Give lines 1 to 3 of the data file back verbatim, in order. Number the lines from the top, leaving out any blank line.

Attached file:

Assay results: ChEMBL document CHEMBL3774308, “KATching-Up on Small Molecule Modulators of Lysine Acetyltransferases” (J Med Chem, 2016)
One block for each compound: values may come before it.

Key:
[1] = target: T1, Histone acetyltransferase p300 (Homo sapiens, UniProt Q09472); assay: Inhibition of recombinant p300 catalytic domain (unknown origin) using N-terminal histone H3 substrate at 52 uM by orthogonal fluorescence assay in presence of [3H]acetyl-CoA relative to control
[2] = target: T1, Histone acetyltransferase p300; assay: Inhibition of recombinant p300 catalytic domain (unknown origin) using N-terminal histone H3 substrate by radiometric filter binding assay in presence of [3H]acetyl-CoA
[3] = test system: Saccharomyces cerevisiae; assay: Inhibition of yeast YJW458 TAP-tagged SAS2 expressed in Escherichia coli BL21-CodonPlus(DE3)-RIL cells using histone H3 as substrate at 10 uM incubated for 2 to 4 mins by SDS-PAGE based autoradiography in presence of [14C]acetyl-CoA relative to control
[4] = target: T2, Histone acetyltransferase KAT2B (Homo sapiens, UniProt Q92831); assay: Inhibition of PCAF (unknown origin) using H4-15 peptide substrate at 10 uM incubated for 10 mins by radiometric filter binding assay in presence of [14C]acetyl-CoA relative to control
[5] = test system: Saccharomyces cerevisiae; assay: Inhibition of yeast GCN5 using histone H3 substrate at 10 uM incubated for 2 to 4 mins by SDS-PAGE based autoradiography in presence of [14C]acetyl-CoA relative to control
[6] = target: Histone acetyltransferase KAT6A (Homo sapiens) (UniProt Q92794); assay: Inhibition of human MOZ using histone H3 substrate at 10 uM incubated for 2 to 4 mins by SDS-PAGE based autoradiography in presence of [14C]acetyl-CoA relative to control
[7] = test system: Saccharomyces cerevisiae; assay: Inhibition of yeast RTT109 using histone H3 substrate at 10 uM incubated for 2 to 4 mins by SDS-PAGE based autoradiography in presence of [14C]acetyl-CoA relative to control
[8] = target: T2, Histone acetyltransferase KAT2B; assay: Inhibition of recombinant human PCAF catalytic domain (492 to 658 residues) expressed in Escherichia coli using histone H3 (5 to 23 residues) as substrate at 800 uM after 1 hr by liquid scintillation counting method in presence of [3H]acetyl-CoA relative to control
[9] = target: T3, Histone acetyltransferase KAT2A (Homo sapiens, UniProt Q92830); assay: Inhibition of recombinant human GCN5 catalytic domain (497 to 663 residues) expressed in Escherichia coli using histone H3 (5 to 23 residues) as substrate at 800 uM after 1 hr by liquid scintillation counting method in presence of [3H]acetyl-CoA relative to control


Assay results: ChEMBL document CHEMBL3774308, “KATching-Up on Small Molecule Modulators of Lysine Acetyltransferases” (J Med Chem, 2016)
One block for each compound: values may come before it.

Key: